The South African Air Force (SAAF) says it and its sister services have so far secured South African skies for the soccer World Cup that ends this Sunday. The SAAF says in a statement that securing the national airspace “has been a huge undertaking by and has had a huge positive impact on members of the Air Force.”
The SAAF has deployed an undisclosed number of Saab Gripen advanced light fighter aircraft, BAE Systems Mk120 Hawk lead-in fighter trainers, Pilatus Astra PC7 Mk2 turboprop trainers as well as Agusta A109 light utility, Denel M1 Oryx medium utility helicopters and mobile radars to secure the event that began June 11. The mobile radars have augmented the air picture generated by the SAAF’s static radar and that of the Air Traffic Navigation Service. Also assisting are frigates of the SA Navy and local warning radar assigned to the SA Army’s air defence artillery.
The SAAF says it has to date screened 12 621 civil and commercial aircrew and issued 51 294 flight authorisations. “In terms of this volume, the violations were low and comprised less than 0.1% of flights authorised,” it says.
“In terms of non-compliance various options were used to deal with the matter. In the first instance non-compliant aircraft were prevented from departure by either SAPS [SA Police Service] Airfield Liaison Officers or Air Traffic Controllers at various airports In cases where aircraft were already airborne and a high state of security was required, violators were either requested to divert and land at airfields outside the secure area or were intercepted and then escorted where possible to a secure airport.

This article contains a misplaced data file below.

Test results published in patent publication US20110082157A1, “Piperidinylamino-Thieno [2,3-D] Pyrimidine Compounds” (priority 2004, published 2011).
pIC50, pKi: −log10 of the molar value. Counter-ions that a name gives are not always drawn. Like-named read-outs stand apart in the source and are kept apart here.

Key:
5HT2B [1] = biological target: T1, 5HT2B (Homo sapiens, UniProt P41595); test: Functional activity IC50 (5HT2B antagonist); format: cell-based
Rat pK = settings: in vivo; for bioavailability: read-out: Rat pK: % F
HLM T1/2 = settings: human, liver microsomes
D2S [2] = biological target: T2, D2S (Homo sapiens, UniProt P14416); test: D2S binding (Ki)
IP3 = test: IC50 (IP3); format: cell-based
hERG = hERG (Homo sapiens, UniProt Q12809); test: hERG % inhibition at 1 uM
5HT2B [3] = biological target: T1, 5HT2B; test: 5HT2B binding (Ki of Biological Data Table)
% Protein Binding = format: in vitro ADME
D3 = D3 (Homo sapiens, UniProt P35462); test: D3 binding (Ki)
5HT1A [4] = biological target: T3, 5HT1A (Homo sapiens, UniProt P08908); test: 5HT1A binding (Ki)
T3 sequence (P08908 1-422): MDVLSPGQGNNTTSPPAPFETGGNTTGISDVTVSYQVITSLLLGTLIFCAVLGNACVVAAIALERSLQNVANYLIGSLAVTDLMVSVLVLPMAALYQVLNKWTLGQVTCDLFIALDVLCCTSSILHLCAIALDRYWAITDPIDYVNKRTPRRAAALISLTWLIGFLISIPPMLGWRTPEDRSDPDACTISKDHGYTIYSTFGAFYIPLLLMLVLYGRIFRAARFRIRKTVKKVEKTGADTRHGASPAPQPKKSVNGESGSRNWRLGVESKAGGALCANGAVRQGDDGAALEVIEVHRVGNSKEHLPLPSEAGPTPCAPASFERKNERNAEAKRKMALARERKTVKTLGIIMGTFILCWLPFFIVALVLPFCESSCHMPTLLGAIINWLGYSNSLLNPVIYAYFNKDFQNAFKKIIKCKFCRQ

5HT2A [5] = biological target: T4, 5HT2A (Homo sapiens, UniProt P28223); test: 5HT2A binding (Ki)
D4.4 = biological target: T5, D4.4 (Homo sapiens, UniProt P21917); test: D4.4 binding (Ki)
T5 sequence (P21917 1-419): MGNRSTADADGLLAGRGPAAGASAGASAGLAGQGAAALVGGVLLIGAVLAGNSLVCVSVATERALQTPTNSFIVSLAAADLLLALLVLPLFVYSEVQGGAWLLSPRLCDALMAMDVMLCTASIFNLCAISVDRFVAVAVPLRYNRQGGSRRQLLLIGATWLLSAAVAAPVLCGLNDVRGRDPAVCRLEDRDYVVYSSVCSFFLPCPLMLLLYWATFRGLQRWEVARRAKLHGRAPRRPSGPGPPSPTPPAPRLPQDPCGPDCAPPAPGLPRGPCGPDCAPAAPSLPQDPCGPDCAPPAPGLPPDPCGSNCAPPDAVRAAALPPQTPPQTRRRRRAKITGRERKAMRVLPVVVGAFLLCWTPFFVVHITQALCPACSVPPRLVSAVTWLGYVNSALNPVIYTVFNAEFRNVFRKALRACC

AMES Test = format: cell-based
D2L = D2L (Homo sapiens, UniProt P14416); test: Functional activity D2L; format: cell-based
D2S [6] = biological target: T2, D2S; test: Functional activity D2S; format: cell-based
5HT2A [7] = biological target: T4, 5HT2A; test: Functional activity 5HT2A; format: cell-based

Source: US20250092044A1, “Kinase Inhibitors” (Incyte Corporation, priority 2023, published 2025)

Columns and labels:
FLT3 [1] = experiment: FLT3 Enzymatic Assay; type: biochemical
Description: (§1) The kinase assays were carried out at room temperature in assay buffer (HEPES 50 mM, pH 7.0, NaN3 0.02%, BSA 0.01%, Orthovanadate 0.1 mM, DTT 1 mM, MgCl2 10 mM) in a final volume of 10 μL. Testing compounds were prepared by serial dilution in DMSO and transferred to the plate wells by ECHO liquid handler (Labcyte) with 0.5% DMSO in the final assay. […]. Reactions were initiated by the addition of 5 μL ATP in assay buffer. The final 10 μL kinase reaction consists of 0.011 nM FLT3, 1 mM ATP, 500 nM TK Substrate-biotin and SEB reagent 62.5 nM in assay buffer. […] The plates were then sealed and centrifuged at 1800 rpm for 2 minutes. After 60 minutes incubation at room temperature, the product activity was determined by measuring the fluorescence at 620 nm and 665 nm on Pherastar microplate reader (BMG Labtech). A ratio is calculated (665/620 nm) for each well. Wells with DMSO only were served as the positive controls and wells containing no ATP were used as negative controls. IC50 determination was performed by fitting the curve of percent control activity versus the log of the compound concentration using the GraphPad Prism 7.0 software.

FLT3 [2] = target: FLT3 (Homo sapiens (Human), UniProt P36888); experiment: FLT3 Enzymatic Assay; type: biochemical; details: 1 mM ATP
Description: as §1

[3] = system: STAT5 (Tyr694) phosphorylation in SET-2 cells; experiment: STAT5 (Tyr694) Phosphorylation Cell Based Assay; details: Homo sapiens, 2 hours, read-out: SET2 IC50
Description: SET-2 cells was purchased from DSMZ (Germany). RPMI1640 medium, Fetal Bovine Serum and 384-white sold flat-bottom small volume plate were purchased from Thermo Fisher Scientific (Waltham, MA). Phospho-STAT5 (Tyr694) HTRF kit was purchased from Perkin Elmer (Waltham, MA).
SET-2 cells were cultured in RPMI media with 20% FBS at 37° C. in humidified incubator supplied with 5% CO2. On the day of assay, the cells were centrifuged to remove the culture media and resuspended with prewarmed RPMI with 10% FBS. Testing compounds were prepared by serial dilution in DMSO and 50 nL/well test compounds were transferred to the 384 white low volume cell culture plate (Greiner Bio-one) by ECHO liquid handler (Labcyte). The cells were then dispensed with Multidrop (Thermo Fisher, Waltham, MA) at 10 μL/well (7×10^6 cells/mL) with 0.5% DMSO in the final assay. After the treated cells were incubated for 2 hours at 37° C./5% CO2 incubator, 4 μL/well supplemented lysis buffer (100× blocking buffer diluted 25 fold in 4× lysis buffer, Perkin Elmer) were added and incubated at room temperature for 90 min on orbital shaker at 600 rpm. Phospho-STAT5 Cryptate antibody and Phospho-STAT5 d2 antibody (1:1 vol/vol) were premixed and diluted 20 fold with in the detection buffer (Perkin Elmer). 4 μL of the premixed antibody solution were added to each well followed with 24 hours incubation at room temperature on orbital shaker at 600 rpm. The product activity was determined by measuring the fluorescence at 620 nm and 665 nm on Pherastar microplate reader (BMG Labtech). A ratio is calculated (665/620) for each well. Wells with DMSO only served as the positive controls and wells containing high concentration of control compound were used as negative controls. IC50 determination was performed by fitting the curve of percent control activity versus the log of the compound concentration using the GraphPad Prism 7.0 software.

“During periods of lower security aircraft already airborne were allowed to complete their flight with action only taken on landing. Aircraft were also intercepted as a precautionary measure in order to validate their aircraft registration and type when arriving from areas outside radar coverage,” the statement adds. The process followed by the SAPS varied in accordance with the cause of non-compliance as well the required state of security at the time of the incident. This process varied from refusing Security Screening Codes to crew for future flights, charges with court action, to merely admonishing the crew and briefing them on the process to be followed in future.
The SAAF notes more detailed statistics will only be made available on completion of the event and within norms acceptable to the security of future events. The restrictions are being removed as the matches are completed per venue. The final restrictions will be lifted in the Gauteng Area at the end of the tournament on Sunday.